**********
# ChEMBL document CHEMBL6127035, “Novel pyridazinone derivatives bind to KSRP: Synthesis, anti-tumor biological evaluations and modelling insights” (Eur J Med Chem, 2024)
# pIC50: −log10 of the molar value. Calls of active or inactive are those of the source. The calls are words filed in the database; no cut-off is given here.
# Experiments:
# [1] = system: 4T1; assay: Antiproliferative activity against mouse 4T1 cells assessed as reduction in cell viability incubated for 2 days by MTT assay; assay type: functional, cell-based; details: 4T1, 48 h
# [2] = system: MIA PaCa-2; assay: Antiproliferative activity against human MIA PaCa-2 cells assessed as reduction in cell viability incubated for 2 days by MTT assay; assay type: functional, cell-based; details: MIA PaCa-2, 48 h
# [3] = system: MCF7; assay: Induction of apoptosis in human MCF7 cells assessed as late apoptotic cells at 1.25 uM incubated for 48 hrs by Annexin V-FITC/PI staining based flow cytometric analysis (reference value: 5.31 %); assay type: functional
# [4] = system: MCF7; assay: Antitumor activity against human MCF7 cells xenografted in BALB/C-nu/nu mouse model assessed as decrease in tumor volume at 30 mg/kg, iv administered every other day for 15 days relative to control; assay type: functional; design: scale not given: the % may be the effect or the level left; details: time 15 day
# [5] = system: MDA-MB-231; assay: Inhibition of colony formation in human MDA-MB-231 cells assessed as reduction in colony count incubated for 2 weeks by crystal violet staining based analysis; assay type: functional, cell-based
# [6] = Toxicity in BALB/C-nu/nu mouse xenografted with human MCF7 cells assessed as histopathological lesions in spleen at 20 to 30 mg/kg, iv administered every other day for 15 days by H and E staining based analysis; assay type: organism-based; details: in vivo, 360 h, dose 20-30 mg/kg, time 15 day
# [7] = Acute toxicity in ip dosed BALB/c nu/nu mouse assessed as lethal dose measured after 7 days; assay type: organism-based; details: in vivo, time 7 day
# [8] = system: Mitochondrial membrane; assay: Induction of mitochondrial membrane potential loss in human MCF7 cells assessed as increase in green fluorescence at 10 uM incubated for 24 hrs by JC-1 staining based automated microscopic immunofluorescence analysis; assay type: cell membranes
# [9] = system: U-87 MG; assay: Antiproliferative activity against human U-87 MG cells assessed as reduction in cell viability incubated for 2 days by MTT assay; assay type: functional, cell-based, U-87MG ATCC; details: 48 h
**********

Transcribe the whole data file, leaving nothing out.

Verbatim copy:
# ChEMBL document CHEMBL6127035, “Novel pyridazinone derivatives bind to KSRP: Synthesis, anti-tumor biological evaluations and modelling insights” (Eur J Med Chem, 2024)
# pIC50: −log10 of the molar value. Calls of active or inactive are those of the source. The calls are words filed in the database; no cut-off is given here.
# Experiments:
# [1] = system: 4T1; assay: Antiproliferative activity against mouse 4T1 cells assessed as reduction in cell viability incubated for 2 days by MTT assay; assay type: functional, cell-based; details: 4T1, 48 h
# [2] = system: MIA PaCa-2; assay: Antiproliferative activity against human MIA PaCa-2 cells assessed as reduction in cell viability incubated for 2 days by MTT assay; assay type: functional, cell-based; details: MIA PaCa-2, 48 h
# [3] = system: MCF7; assay: Induction of apoptosis in human MCF7 cells assessed as late apoptotic cells at 1.25 uM incubated for 48 hrs by Annexin V-FITC/PI staining based flow cytometric analysis (reference value: 5.31 %); assay type: functional
# [4] = system: MCF7; assay: Antitumor activity against human MCF7 cells xenografted in BALB/C-nu/nu mouse model assessed as decrease in tumor volume at 30 mg/kg, iv administered every other day for 15 days relative to control; assay type: functional; design: scale not given: the % may be the effect or the level left; details: time 15 day
# [5] = system: MDA-MB-231; assay: Inhibition of colony formation in human MDA-MB-231 cells assessed as reduction in colony count incubated for 2 weeks by crystal violet staining based analysis; assay type: functional, cell-based
# [6] = Toxicity in BALB/C-nu/nu mouse xenografted with human MCF7 cells assessed as histopathological lesions in spleen at 20 to 30 mg/kg, iv administered every other day for 15 days by H and E staining based analysis; assay type: organism-based; details: in vivo, 360 h, dose 20-30 mg/kg, time 15 day
# [7] = Acute toxicity in ip dosed BALB/c nu/nu mouse assessed as lethal dose measured after 7 days; assay type: organism-based; details: in vivo, time 7 day
# [8] = system: Mitochondrial membrane; assay: Induction of mitochondrial membrane potential loss in human MCF7 cells assessed as increase in green fluorescence at 10 uM incubated for 24 hrs by JC-1 staining based automated microscopic immunofluorescence analysis; assay type: cell membranes
# [9] = system: U-87 MG; assay: Antiproliferative activity against human U-87 MG cells assessed as reduction in cell viability incubated for 2 days by MTT assay; assay type: functional, cell-based, U-87MG ATCC; details: 48 h